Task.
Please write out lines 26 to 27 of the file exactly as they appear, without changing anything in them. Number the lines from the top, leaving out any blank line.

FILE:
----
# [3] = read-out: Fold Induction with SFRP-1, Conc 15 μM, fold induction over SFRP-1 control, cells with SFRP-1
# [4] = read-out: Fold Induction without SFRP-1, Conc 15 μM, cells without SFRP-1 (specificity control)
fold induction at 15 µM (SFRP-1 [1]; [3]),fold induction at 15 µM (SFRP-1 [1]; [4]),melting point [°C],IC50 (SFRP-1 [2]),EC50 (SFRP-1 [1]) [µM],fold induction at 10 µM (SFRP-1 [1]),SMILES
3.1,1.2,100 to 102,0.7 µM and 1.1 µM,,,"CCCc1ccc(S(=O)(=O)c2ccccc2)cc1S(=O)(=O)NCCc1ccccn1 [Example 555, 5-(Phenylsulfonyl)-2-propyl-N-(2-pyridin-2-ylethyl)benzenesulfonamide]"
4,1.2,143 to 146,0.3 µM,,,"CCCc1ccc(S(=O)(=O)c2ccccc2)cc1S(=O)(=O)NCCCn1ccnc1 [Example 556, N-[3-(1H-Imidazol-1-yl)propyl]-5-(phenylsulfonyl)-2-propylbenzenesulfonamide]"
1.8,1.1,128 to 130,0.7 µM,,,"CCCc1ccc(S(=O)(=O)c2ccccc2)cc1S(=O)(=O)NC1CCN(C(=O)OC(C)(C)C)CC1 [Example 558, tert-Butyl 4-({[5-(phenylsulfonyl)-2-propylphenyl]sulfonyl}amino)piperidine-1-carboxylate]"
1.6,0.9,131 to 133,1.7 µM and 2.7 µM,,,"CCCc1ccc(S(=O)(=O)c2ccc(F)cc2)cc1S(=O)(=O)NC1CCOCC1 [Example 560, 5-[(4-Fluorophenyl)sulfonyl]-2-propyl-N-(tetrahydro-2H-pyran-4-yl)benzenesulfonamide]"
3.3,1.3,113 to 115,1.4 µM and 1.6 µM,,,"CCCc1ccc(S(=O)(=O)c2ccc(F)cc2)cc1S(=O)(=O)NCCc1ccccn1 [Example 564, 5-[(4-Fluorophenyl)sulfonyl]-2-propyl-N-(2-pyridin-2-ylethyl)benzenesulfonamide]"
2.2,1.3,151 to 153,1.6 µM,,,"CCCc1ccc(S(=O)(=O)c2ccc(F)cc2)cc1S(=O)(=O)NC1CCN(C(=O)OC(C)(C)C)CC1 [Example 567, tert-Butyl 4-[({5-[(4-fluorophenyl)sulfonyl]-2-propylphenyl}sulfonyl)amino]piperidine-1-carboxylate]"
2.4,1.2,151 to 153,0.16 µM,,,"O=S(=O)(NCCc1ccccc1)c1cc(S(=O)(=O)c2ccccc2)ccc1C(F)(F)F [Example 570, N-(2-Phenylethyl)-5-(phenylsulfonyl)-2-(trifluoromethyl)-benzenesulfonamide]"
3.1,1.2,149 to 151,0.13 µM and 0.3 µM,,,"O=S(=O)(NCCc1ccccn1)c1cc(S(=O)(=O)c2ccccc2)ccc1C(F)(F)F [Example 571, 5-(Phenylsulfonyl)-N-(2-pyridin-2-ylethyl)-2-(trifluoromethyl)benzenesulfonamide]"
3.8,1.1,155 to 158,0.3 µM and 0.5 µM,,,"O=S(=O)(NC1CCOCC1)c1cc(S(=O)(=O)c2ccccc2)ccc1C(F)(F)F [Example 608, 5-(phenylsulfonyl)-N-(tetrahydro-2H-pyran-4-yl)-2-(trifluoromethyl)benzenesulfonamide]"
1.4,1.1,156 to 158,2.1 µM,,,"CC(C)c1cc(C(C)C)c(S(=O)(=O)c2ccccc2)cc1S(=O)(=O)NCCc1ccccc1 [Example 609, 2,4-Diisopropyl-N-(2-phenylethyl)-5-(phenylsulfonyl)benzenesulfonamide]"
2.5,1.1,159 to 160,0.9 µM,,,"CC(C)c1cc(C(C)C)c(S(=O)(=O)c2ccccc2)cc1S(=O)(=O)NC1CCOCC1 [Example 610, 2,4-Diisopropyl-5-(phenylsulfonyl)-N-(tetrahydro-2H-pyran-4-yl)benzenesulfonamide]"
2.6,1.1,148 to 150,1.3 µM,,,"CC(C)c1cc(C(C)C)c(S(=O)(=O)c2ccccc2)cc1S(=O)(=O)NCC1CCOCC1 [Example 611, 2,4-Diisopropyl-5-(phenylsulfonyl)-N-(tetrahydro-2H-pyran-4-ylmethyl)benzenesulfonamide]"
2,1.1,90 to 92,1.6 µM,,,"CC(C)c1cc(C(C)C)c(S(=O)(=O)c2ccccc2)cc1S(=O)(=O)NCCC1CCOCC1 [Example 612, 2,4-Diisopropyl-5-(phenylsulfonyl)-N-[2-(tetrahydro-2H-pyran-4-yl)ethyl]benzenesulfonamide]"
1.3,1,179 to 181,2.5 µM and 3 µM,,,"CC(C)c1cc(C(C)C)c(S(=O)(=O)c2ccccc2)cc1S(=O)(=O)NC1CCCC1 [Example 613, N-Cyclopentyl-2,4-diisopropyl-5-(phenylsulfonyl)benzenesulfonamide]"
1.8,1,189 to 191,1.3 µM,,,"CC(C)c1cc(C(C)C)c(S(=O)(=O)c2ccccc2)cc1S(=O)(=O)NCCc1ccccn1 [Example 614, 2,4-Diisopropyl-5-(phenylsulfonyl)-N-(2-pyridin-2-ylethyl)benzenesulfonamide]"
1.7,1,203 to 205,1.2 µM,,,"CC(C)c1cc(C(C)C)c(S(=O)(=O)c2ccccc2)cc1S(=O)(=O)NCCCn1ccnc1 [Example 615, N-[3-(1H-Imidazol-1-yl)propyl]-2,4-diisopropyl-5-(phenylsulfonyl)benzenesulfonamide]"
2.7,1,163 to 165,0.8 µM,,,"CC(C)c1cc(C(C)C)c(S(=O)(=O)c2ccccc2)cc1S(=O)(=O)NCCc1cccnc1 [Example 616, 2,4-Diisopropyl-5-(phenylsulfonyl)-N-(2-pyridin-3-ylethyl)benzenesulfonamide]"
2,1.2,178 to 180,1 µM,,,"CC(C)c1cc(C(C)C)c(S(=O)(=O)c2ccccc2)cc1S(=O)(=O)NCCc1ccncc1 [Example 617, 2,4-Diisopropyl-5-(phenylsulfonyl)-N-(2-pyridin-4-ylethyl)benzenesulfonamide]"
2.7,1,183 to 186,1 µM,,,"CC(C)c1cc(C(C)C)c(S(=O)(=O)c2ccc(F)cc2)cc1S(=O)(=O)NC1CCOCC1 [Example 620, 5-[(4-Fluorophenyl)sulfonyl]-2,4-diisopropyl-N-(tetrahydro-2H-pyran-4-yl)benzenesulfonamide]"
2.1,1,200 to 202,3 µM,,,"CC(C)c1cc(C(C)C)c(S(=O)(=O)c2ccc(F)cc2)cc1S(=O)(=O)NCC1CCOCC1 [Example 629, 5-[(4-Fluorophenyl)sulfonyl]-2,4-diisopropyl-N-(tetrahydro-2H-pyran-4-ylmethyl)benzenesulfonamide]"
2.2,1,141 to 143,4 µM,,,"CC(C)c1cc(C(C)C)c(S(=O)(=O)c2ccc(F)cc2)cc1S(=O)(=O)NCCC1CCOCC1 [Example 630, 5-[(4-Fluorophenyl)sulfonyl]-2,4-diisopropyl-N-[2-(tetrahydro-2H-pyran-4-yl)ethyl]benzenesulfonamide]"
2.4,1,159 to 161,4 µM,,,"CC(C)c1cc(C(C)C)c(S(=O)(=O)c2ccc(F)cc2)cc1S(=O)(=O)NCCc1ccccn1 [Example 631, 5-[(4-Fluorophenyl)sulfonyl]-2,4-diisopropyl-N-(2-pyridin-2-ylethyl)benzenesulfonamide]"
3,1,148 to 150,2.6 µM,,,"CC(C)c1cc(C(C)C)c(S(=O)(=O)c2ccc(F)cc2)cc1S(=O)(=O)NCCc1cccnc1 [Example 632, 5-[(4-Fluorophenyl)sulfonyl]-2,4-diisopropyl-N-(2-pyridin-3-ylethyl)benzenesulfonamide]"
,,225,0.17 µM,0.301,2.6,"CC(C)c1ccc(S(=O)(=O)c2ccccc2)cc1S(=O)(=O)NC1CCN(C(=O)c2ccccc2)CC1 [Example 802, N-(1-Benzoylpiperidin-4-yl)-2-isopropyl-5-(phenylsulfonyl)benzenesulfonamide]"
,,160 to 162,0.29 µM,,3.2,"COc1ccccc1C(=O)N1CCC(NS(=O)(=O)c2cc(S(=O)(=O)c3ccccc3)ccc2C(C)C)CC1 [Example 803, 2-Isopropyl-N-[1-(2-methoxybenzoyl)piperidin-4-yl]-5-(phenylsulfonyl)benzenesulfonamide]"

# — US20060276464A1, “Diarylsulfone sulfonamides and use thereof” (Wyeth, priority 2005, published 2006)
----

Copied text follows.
3,1,148 to 150,2.6 µM,,,"CC(C)c1cc(C(C)C)c(S(=O)(=O)c2ccc(F)cc2)cc1S(=O)(=O)NCCc1cccnc1 [Example 632, 5-[(4-Fluorophenyl)sulfonyl]-2,4-diisopropyl-N-(2-pyridin-3-ylethyl)benzenesulfonamide]"
,,225,0.17 µM,0.301,2.6,"CC(C)c1ccc(S(=O)(=O)c2ccccc2)cc1S(=O)(=O)NC1CCN(C(=O)c2ccccc2)CC1 [Example 802, N-(1-Benzoylpiperidin-4-yl)-2-isopropyl-5-(phenylsulfonyl)benzenesulfonamide]"